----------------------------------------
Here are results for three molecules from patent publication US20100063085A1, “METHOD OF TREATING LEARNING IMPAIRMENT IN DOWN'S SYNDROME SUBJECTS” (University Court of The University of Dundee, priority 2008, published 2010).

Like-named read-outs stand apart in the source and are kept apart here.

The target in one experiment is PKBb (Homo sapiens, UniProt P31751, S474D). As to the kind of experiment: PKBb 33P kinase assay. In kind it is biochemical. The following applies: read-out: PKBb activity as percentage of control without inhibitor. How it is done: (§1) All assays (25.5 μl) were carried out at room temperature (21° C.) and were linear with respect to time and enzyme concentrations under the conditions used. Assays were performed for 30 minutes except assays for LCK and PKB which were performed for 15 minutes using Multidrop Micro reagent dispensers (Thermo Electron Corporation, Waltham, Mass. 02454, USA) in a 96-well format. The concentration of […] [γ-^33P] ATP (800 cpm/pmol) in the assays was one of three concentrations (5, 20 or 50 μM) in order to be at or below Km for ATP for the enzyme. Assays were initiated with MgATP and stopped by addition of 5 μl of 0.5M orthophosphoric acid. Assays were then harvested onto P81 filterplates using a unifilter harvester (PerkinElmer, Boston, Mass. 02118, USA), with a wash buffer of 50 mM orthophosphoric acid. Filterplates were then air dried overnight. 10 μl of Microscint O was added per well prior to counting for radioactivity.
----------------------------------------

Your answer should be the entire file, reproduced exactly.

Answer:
Here are results for three molecules from patent publication US20100063085A1, “METHOD OF TREATING LEARNING IMPAIRMENT IN DOWN'S SYNDROME SUBJECTS” (University Court of The University of Dundee, priority 2008, published 2010).

Like-named read-outs stand apart in the source and are kept apart here.

The target in one experiment is PKBb (Homo sapiens, UniProt P31751, S474D). As to the kind of experiment: PKBb 33P kinase assay. In kind it is biochemical. The following applies: read-out: PKBb activity as percentage of control without inhibitor. How it is done: (§1) All assays (25.5 μl) were carried out at room temperature (21° C.) and were linear with respect to time and enzyme concentrations under the conditions used. Assays were performed for 30 minutes except assays for LCK and PKB which were performed for 15 minutes using Multidrop Micro reagent dispensers (Thermo Electron Corporation, Waltham, Mass. 02454, USA) in a 96-well format. The concentration of […] [γ-^33P] ATP (800 cpm/pmol) in the assays was one of three concentrations (5, 20 or 50 μM) in order to be at or below Km for ATP for the enzyme. Assays were initiated with MgATP and stopped by addition of 5 μl of 0.5M orthophosphoric acid. Assays were then harvested onto P81 filterplates using a unifilter harvester (PerkinElmer, Boston, Mass. 02118, USA), with a wash buffer of 50 mM orthophosphoric acid. Filterplates were then air dried overnight. 10 μl of Microscint O was added per well prior to counting for radioactivity.